As the holiday season has come to be the winter of our discontent (yeah, Richard III--didn’t think I’d forgot Willie the Shake, did you?), I have decided to pay less attention to the press and its blandishments, and survey the mood from the loftier, if not imperial, heights of Art.
Ok—so I went to the movies.
This is an occasion as much because there is very little I or mi espousa find all that interesting in general release, and as for the indie world? Feh. Indifference comes with the fact that worn carbons make for indistinct clichés and that the trend towards same is a drawback on the casual plunk-down of $15 (minimum) for 2 hours of pre-digested formula with 20-30+ minutes of earsplitting commercials. (More on that later.) Not to beat around the bush any longer, it was the appearance of three flicks with end-of-the-known-world themes which piqued my interest.
The first was “Zombieland”, which under normal circumstance, no amount of discount would have otherwise induced me to attend. It was entirely due to the intervention of my nizzo, DMVP, who lent me a pirated DVD copy he’d purchased au naturel off a blanket in the underground. I have seen many before that were excellent, but this was exactly what all the ads were warning you about. Someone set up a camera in the back of a theater, pointed it at the screen and just taped and burned what it was, with no attempt to augment or enhance the ambient audio (which included the sound of the cameraman’s sleeve over the condenser mike only at the very beginning.)
Then there was the passion mi espousa has for anything with Vigo Mortgenstern in it. Alternately, Cormac McCarthy is one of those writers I admit I’d admired from afar; that is to say: I’d like to say I’d read him, hadn’t. However, after the amazing “No Country For Old Men”, it was pretty hard not to miss the reviews of his book “The Road”, described as his most harrowing work in a c.v. that already has enough blood and guts to compare with Peckinpaugh on a bad day. So, the film version wasn’t exactly my cup of holiday nog, if you know what I mean.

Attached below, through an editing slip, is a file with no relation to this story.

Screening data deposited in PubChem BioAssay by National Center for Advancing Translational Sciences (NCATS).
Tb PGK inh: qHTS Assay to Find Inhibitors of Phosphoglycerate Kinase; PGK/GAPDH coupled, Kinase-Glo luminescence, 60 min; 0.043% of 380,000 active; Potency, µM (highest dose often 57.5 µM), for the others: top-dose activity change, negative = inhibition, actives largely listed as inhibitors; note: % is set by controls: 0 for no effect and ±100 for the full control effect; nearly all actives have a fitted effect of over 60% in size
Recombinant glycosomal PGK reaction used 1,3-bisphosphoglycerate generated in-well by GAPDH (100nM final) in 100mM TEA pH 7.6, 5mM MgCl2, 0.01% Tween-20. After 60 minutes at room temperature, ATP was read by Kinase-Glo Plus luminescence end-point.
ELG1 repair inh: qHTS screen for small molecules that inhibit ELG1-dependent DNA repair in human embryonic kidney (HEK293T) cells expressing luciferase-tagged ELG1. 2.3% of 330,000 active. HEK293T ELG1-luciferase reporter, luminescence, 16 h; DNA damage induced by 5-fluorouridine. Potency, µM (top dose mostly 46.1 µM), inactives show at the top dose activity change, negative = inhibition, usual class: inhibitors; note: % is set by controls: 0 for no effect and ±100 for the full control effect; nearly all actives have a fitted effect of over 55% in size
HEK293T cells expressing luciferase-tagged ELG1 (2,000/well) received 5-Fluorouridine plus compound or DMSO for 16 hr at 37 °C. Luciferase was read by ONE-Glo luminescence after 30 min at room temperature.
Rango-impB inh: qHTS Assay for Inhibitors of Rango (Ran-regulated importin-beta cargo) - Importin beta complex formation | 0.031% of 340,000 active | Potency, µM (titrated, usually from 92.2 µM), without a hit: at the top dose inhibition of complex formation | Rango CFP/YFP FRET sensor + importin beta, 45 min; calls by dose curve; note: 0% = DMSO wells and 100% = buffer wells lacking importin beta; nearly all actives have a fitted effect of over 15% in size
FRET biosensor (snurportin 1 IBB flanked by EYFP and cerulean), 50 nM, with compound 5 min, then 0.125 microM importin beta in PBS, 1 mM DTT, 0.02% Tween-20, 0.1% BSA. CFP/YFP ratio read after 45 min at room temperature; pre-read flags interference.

And neither would be the ultimate disaster flick of the moment, “2012”. The tv spots seemed to offer all the dramatic equivalent of a trip to Six Flags. (“More Destruction! More Fun!”—which may be too local a reference…) I had also seen a few clips of John Cusak defending his choice of leading man rather sheepishly, as if to say: Hey, being an Indie fave is all well and good, but you gotta pay the bills too. My mea culpa is: after items one and two...sheer curiosity.
So, codicils and drawbacks aside, there is something to be said for this serendipitous alignment of the dark matter, and here it is.
The appearance of Woody Harrelson in the first and the last is no coincidence. For some time now he has represented some figure on the fringe of the national consciousness. The wild-eyed stare of gonzo is his speciality; the kind of madness that brooks no compromise. (And, yes, I know he does subtle roles as well, but this is dealing with his almost type-casting as an over-the-top extremist.) In “Zombieland”, you have a world (“two months since patient zero took a bite out of a burger at a Gas 'N' Gulp") perfectly suited to someone for whom the rules have never applied, one which is now the equivalent of a free-fire zone for mayhem and slaughter. It then becomes significant that his character establishes himself before you even see his face, driving a Cadillac Escalade with a snowplow front, weaving amongst the abandoned vehicles on some interstate like the Grim Reaper in an SUV. But it is the tell-tale sign of the Number 3, crudely painted on the door (and repeated later on a HumVee) which signals, to the cogniscienti, that he is a follower of the cult of the king of the stock car racers, the late Dale Earnhart—“The Intimidator”. Even though the nerd-protagonist, Columbus, is the narrator (with his “rules” that float upon the screen whenever in a situation of possible danger arises), it is Tallahassee who gives the story its organizing principle. So then, firmly grounded in a kind of redneck defiance of conventions and a love of arbitrary violence (like choosing to off the flesh-eaters by banjo, bat, shears and even, unnecessarily, an open car door), what follows allows for the gallow’s humor to take over what has been a staple of sheer terror-mongering ever since “Night of The Living Dead” in 1966. Black comedy is usually limited to drawing room plays, like “The Truth About Harry” (Hitchcock’s only foray into the genre) or “Arsenic and Old Lace” or such, wherein death is treated more as a guest who has overstayed his welcome. Not to give anything away (as if it matters) but it is such that, on their cross country peregrination that they stop in Beverly Hills to pay homage to a great star by visiting his mansion. That star is Bill Murray playing himself. And playing himself playing a zombie—with stage make-up (“I like to blend in...just corn starch, a little berries, some licorice for the ladies…”) to make himself look like a zombie because, “it suits my lifestyle. I like to get out and do stuff...” With zombies. Right. And that he could also die a comic death only underscores the levity.